Heart transplant

Is cardiac MRI the future of monitoring after a heart transplant?

Orthotopic heart transplantation (OHT) is the standard treatment for patients with end-stage heart failure.1 However, acute cardiac allograft rejection (ACAR) is the leading cause of mortality and morbidity in the first year after transplantation. These patients undergo routine surveillance endomyocardial biopsy (EMB) to assess for ACAR. Researchers from St. Vincent’s Hospital in Sydney report a new methodology for using cardiac magnetic resonance (CMR) imaging similar to the EMB-based surveillance strategy.2

Researchers recruited 33 OHT recipients in 2014; these patients underwent surveillance EMB and CMR was performed within 24 hours of EMB during the first year post-transplantation to expand the validation cohort and compare it to healthy controls. Standard T1 and T2 multiparameter mapping thresholds were defined for the ACAR, which was used in the follow-up study. Subsequently, the researchers performed a randomized, prospective, non-inferiority study recruiting 20 patients in each arm comparing monitoring based on EMB or CMR 4 weeks after OHT. These patients underwent monitoring based on EMB or CMR at 4, 6, 8, 10, 12, 16, 20, 24 and 32 weeks after transplantation.2

In the validation cohort, OHT recipients underwent 108 EMB and CMR and were compared to the healthy cohort. This study yielded a receiver operating curve (ROC) analysis to identify high grade rejection by CMR with an AUC of 0.897 for T1 and 0.938 for T2 mapping for high grade rejection. There was high inter-observer agreement and correlation for overall T1, T2 and interventricular septum and left ventricular values. However, the sensitivity to detect low-grade rejection by CMR was modest (AUC of 0.697 for T1 and 0.689 for T2).2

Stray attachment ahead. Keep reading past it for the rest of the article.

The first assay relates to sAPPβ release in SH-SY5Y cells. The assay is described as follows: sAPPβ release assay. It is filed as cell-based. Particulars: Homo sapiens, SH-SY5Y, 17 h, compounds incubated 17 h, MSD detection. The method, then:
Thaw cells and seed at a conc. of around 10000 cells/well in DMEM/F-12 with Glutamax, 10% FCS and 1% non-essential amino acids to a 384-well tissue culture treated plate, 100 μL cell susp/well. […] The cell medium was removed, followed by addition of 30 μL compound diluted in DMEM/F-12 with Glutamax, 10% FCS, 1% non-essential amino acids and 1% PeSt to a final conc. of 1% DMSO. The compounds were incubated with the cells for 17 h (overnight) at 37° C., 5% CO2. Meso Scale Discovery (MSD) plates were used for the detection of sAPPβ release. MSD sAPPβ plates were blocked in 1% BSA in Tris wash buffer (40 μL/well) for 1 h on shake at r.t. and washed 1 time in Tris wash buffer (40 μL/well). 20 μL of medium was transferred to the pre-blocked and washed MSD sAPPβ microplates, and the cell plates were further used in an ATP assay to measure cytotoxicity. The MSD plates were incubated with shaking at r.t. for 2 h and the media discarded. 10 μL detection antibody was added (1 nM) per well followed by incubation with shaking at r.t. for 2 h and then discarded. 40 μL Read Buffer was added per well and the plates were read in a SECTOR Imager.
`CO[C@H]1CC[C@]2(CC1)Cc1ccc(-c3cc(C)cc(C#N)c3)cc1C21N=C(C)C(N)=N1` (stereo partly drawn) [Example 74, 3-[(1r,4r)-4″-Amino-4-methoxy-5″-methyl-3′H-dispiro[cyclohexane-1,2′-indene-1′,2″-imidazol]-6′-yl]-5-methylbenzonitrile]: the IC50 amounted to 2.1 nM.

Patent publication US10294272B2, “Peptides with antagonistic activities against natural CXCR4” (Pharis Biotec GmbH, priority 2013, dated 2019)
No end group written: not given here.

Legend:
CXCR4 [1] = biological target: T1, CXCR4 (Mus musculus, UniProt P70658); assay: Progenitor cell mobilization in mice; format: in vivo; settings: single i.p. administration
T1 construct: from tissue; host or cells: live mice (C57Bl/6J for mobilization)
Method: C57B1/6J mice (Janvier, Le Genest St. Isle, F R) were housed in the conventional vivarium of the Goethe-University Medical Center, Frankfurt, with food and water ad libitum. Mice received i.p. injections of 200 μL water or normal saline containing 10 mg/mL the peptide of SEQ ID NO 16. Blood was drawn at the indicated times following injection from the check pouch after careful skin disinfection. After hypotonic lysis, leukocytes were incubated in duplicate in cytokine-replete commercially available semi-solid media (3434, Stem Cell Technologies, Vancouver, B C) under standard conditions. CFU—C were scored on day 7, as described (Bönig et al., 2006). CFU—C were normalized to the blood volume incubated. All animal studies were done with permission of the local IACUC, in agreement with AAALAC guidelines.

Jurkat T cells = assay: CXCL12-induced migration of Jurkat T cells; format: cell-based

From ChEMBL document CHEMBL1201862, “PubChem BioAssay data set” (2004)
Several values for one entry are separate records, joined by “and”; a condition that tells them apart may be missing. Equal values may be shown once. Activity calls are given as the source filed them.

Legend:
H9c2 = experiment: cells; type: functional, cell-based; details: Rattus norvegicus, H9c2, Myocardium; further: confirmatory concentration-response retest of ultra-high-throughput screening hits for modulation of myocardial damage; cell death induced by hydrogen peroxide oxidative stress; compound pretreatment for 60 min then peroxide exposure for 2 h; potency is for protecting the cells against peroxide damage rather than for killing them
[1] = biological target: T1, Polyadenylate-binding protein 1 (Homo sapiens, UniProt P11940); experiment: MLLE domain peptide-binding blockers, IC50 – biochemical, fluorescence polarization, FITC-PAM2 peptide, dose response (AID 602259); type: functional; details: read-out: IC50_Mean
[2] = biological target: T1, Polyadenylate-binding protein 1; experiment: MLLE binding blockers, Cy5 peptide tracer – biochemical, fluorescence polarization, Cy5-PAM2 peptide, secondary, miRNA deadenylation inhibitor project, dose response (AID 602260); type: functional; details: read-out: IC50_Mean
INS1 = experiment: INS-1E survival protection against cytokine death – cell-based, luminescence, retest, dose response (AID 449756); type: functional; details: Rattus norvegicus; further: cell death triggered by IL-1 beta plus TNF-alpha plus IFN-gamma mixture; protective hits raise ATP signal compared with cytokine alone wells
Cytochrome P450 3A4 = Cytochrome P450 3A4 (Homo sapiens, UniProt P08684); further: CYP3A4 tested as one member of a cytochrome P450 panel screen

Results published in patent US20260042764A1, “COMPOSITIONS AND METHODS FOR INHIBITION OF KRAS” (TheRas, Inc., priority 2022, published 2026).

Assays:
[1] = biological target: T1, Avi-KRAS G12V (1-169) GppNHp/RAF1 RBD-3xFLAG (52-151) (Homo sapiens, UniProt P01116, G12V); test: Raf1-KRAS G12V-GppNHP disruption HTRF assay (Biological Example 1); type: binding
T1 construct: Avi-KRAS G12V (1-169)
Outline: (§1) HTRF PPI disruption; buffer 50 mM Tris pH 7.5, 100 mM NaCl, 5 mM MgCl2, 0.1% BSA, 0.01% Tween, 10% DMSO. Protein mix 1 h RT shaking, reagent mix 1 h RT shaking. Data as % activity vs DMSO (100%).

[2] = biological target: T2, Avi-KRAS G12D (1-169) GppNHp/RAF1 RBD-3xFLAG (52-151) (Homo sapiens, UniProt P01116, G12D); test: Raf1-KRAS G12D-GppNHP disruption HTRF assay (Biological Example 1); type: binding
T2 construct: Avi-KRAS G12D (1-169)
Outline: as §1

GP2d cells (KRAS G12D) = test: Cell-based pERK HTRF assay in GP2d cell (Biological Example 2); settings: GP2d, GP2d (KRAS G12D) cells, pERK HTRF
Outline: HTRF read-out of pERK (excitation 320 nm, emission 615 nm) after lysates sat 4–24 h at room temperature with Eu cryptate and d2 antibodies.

In the prospective cohort, surveillance based on CMR was non-inferior to EMB in a one-year follow-up to identify high- and low-grade rejection. Interestingly, there was no significant difference in the infection event rate in the two arms. The CMR group had fewer unplanned hospitalizations (9 versus 18, p

Distinguished CMR researcher and Chief of Cardiology at the University of Virginia, Professor Dr. Christopher Kramer comments: “This is a very intriguing single center proof-of-principle study of the use of T1 and T2 CMR mapping to diagnose and treat myocardial transplant rejection. . They demonstrated excellent accuracy of CMR parametric mapping for diagnosing ACAR in the shunt group. In the validation group, there were significantly fewer biopsies in the CMR group and no difference in events, although the numbers were small. It is essentially a feasibility study as concluded by the authors.

Study strengths include careful study design and use of derivation and validation cohorts and biopsy-free randomization. Weaknesses include the single-center nature and the small n, especially in the validation group, leading to possible beta error. Each scan and field strength has different normal values ​​for T1 and T2, making a multicenter study necessary, but difficult, to normalize these values ​​between centers. Measurement of extracellular volume would normalize this in all centers, but requires infusion of gadolinium contrast material. Larger multicenter studies are needed to make this concept a reality, but the promise is there and is quite exciting for transplant recipients, potentially obviating the need for multiple biopsies.

References.

  1. Singh TP, Mehra MR, Gauvreau K. Long-term survival after heart transplantation in centers stratified by short-term performance. Circulation: Heart failure. 2019;12(11):e005914.
  2. Anthony C, Imran M, Pouliopoulos J, et al. Cardiovascular magnetic resonance for monitoring rejection after heart transplantation. Traffic.0(0):10.1161/CIRCULATIONAHA.1121.057006.